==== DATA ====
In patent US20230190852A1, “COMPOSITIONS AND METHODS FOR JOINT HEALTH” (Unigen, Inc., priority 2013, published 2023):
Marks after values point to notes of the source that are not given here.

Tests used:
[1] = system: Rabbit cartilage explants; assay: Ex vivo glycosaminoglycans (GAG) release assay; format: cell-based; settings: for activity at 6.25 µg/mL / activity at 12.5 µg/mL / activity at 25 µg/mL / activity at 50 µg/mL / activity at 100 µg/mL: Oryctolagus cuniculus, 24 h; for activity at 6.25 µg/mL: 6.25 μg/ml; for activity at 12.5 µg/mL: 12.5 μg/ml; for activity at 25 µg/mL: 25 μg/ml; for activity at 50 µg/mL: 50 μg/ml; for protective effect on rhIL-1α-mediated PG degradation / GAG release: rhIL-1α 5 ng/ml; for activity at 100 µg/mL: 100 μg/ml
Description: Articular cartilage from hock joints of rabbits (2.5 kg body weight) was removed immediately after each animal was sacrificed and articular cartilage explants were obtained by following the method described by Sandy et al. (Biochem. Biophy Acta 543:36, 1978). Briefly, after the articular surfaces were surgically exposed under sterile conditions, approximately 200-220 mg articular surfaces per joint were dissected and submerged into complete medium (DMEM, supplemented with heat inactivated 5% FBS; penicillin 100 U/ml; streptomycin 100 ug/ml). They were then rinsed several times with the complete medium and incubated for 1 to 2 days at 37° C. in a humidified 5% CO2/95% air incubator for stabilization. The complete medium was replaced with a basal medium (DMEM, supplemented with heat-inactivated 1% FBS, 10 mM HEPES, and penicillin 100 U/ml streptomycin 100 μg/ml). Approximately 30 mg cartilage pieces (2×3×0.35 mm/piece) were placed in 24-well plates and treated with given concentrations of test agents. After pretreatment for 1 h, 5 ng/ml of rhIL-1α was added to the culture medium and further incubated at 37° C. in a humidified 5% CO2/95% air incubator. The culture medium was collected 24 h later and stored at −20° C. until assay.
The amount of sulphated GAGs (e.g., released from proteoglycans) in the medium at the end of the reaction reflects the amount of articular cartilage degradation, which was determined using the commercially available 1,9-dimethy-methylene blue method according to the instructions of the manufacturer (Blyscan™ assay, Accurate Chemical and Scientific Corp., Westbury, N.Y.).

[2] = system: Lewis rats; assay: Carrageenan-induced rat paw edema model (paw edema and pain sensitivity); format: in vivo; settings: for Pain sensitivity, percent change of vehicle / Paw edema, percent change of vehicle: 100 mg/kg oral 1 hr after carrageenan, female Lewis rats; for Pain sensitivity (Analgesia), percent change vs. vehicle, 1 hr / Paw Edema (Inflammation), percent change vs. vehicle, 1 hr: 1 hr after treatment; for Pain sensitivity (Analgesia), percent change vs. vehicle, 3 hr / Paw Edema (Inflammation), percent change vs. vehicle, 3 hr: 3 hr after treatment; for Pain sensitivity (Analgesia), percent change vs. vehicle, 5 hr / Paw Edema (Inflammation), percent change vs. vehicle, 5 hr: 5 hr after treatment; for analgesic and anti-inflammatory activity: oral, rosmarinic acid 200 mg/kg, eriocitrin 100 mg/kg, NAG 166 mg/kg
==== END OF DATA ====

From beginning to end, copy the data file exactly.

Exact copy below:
In patent US20230190852A1, “COMPOSITIONS AND METHODS FOR JOINT HEALTH” (Unigen, Inc., priority 2013, published 2023):
Marks after values point to notes of the source that are not given here.

Tests used:
[1] = system: Rabbit cartilage explants; assay: Ex vivo glycosaminoglycans (GAG) release assay; format: cell-based; settings: for activity at 6.25 µg/mL / activity at 12.5 µg/mL / activity at 25 µg/mL / activity at 50 µg/mL / activity at 100 µg/mL: Oryctolagus cuniculus, 24 h; for activity at 6.25 µg/mL: 6.25 μg/ml; for activity at 12.5 µg/mL: 12.5 μg/ml; for activity at 25 µg/mL: 25 μg/ml; for activity at 50 µg/mL: 50 μg/ml; for protective effect on rhIL-1α-mediated PG degradation / GAG release: rhIL-1α 5 ng/ml; for activity at 100 µg/mL: 100 μg/ml
Description: Articular cartilage from hock joints of rabbits (2.5 kg body weight) was removed immediately after each animal was sacrificed and articular cartilage explants were obtained by following the method described by Sandy et al. (Biochem. Biophy Acta 543:36, 1978). Briefly, after the articular surfaces were surgically exposed under sterile conditions, approximately 200-220 mg articular surfaces per joint were dissected and submerged into complete medium (DMEM, supplemented with heat inactivated 5% FBS; penicillin 100 U/ml; streptomycin 100 ug/ml). They were then rinsed several times with the complete medium and incubated for 1 to 2 days at 37° C. in a humidified 5% CO2/95% air incubator for stabilization. The complete medium was replaced with a basal medium (DMEM, supplemented with heat-inactivated 1% FBS, 10 mM HEPES, and penicillin 100 U/ml streptomycin 100 μg/ml). Approximately 30 mg cartilage pieces (2×3×0.35 mm/piece) were placed in 24-well plates and treated with given concentrations of test agents. After pretreatment for 1 h, 5 ng/ml of rhIL-1α was added to the culture medium and further incubated at 37° C. in a humidified 5% CO2/95% air incubator. The culture medium was collected 24 h later and stored at −20° C. until assay.
The amount of sulphated GAGs (e.g., released from proteoglycans) in the medium at the end of the reaction reflects the amount of articular cartilage degradation, which was determined using the commercially available 1,9-dimethy-methylene blue method according to the instructions of the manufacturer (Blyscan™ assay, Accurate Chemical and Scientific Corp., Westbury, N.Y.).

[2] = system: Lewis rats; assay: Carrageenan-induced rat paw edema model (paw edema and pain sensitivity); format: in vivo; settings: for Pain sensitivity, percent change of vehicle / Paw edema, percent change of vehicle: 100 mg/kg oral 1 hr after carrageenan, female Lewis rats; for Pain sensitivity (Analgesia), percent change vs. vehicle, 1 hr / Paw Edema (Inflammation), percent change vs. vehicle, 1 hr: 1 hr after treatment; for Pain sensitivity (Analgesia), percent change vs. vehicle, 3 hr / Paw Edema (Inflammation), percent change vs. vehicle, 3 hr: 3 hr after treatment; for Pain sensitivity (Analgesia), percent change vs. vehicle, 5 hr / Paw Edema (Inflammation), percent change vs. vehicle, 5 hr: 5 hr after treatment; for analgesic and anti-inflammatory activity: oral, rosmarinic acid 200 mg/kg, eriocitrin 100 mg/kg, NAG 166 mg/kg